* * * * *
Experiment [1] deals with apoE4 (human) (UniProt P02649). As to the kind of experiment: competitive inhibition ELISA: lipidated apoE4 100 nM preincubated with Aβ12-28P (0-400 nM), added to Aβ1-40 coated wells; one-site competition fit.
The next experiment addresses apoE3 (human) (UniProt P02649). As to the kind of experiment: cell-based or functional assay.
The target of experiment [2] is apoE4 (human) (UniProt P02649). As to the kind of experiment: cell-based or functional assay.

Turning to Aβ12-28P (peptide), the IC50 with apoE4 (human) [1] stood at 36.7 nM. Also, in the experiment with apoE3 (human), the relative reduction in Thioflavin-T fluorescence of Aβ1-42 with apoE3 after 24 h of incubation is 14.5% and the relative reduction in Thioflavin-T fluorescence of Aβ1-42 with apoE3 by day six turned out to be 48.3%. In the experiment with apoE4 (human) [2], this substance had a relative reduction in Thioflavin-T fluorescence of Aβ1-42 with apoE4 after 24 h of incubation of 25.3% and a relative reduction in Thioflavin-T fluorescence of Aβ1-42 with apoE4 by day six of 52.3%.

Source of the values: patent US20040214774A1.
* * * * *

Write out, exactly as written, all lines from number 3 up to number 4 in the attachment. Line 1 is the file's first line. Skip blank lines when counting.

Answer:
The target of experiment [2] is apoE4 (human) (UniProt P02649). As to the kind of experiment: cell-based or functional assay.

Turning to Aβ12-28P (peptide), the IC50 with apoE4 (human) [1] stood at 36.7 nM. Also, in the experiment with apoE3 (human), the relative reduction in Thioflavin-T fluorescence of Aβ1-42 with apoE3 after 24 h of incubation is 14.5% and the relative reduction in Thioflavin-T fluorescence of Aβ1-42 with apoE3 by day six turned out to be 48.3%. In the experiment with apoE4 (human) [2], this substance had a relative reduction in Thioflavin-T fluorescence of Aβ1-42 with apoE4 after 24 h of incubation of 25.3% and a relative reduction in Thioflavin-T fluorescence of Aβ1-42 with apoE4 by day six of 52.3%.